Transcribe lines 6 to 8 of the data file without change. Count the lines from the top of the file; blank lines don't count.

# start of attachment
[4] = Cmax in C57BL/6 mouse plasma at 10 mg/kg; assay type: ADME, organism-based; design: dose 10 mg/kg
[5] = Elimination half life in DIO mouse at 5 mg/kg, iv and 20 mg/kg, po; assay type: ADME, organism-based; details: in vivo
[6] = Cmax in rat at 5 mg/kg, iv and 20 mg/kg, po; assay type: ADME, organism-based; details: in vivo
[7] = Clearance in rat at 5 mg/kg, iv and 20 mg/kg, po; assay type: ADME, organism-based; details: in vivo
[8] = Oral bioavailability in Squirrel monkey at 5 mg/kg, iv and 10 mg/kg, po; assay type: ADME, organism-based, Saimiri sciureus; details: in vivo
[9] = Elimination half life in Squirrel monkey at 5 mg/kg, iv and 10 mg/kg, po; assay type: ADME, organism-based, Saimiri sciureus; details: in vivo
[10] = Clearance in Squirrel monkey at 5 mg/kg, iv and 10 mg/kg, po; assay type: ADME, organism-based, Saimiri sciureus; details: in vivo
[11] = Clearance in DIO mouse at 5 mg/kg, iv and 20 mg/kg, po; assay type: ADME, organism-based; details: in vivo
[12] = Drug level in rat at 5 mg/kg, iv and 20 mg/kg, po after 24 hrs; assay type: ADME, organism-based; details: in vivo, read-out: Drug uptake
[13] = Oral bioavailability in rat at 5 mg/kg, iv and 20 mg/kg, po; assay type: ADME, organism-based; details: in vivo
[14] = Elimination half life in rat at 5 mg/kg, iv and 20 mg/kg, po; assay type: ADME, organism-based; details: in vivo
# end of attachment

[9] = Elimination half life in Squirrel monkey at 5 mg/kg, iv and 10 mg/kg, po; assay type: ADME, organism-based, Saimiri sciureus; details: in vivo
[10] = Clearance in Squirrel monkey at 5 mg/kg, iv and 10 mg/kg, po; assay type: ADME, organism-based, Saimiri sciureus; details: in vivo
[11] = Clearance in DIO mouse at 5 mg/kg, iv and 20 mg/kg, po; assay type: ADME, organism-based; details: in vivo